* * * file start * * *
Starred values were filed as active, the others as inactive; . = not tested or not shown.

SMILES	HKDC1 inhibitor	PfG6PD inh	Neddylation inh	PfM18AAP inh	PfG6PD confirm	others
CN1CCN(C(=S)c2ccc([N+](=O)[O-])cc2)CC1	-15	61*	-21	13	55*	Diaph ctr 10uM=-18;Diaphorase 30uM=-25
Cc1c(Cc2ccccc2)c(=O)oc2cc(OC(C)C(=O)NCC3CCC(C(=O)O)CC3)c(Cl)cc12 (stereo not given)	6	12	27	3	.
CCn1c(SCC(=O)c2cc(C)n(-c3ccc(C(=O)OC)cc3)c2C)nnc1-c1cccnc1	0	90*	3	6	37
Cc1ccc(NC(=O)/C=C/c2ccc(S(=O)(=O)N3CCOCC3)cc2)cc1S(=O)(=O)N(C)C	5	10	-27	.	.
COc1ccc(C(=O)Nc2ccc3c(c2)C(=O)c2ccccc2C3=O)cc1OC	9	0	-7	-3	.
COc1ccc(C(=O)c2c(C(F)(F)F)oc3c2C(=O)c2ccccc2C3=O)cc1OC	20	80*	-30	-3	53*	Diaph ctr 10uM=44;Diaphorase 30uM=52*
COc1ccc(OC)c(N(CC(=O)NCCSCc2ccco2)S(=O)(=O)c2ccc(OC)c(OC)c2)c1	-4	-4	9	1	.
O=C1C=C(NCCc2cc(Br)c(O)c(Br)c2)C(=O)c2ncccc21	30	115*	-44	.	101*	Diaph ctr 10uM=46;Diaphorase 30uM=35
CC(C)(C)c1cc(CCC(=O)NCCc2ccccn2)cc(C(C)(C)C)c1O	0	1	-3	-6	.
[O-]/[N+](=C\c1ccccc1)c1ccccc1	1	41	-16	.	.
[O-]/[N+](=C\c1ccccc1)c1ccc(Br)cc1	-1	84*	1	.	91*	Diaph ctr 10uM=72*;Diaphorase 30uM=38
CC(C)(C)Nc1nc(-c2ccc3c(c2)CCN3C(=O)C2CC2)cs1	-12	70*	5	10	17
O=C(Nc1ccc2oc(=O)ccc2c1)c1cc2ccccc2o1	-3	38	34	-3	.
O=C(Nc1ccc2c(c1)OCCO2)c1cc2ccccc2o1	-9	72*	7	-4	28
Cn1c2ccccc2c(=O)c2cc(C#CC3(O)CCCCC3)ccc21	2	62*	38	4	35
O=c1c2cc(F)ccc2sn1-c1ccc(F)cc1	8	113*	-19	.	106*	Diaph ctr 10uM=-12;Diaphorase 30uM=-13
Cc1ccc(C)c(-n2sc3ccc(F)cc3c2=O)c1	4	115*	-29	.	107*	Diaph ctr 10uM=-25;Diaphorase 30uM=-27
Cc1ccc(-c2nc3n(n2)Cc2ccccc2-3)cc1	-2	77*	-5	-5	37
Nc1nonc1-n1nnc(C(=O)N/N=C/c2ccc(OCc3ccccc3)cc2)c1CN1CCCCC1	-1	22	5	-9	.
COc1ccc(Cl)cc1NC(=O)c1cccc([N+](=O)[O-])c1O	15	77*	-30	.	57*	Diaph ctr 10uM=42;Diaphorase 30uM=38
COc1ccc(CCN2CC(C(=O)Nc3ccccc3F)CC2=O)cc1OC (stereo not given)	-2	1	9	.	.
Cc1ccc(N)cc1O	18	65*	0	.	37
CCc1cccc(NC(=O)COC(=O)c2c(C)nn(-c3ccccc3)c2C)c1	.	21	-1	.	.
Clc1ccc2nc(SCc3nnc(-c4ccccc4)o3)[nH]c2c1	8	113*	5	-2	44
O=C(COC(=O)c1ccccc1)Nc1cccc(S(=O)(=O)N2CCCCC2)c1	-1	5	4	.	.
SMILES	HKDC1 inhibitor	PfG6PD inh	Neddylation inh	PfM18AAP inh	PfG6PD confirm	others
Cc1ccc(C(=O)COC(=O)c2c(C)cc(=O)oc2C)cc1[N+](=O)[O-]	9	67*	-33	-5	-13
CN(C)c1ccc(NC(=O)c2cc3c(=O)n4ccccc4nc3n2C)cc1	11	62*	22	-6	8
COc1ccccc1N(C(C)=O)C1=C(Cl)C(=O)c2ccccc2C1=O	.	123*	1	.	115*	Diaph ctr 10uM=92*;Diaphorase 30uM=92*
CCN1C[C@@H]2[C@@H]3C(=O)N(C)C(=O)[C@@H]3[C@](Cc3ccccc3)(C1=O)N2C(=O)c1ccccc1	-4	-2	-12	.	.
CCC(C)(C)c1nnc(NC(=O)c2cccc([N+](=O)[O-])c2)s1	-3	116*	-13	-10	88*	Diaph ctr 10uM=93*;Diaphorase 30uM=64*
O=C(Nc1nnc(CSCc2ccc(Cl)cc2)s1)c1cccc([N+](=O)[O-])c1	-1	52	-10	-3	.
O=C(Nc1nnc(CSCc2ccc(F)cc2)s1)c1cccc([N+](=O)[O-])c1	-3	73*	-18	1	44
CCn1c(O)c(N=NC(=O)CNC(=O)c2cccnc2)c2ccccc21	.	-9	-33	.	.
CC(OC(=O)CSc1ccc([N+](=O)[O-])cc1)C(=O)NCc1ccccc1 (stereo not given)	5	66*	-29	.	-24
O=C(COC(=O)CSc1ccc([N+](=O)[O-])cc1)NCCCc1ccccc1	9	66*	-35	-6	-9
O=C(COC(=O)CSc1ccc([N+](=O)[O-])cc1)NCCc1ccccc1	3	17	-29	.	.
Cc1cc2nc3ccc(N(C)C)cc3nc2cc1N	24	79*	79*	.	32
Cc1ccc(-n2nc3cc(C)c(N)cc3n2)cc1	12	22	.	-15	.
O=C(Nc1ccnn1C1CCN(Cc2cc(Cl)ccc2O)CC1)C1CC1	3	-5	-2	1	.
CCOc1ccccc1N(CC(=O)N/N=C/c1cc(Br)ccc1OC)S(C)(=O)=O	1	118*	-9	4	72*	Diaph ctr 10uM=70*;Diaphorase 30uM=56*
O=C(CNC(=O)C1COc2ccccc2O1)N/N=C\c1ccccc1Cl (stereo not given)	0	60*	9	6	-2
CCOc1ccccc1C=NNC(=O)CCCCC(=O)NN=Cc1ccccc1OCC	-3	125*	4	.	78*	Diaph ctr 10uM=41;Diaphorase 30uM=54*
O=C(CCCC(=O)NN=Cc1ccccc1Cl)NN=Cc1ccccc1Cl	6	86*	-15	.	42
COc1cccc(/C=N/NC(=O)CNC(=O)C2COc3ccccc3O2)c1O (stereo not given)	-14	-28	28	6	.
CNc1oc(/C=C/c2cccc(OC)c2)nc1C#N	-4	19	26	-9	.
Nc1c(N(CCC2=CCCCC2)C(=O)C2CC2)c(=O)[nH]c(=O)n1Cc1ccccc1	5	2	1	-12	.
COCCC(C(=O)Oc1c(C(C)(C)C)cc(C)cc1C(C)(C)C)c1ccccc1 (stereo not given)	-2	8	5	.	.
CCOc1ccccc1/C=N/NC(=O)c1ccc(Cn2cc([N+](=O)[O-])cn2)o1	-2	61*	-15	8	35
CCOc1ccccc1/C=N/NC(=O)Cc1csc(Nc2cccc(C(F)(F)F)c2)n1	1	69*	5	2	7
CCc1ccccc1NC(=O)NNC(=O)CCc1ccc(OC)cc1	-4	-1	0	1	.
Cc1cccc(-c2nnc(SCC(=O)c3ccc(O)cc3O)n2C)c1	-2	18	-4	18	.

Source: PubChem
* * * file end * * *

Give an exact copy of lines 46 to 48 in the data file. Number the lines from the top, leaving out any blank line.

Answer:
O=C(CCCC(=O)NN=Cc1ccccc1Cl)NN=Cc1ccccc1Cl	6	86*	-15	.	42
COc1cccc(/C=N/NC(=O)CNC(=O)C2COc3ccccc3O2)c1O (stereo not given)	-14	-28	28	6	.
CNc1oc(/C=C/c2cccc(OC)c2)nc1C#N	-4	19	26	-9	.